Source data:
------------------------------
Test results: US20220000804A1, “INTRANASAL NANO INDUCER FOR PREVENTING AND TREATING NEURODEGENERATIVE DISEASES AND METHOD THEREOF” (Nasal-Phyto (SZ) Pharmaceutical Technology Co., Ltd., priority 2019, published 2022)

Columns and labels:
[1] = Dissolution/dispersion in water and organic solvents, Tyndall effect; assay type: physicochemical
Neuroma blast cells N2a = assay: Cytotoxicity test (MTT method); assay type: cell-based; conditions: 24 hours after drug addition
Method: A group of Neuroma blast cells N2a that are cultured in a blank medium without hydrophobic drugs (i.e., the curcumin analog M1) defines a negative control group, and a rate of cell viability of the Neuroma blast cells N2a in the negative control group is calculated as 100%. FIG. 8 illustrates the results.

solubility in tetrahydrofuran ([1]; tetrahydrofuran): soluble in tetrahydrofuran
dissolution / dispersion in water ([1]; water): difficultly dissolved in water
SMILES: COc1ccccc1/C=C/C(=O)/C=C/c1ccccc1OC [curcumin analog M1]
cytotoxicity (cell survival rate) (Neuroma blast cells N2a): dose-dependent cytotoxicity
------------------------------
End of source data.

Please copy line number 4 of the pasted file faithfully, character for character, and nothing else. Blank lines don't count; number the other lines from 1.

Neuroma blast cells N2a = assay: Cytotoxicity test (MTT method); assay type: cell-based; conditions: 24 hours after drug addition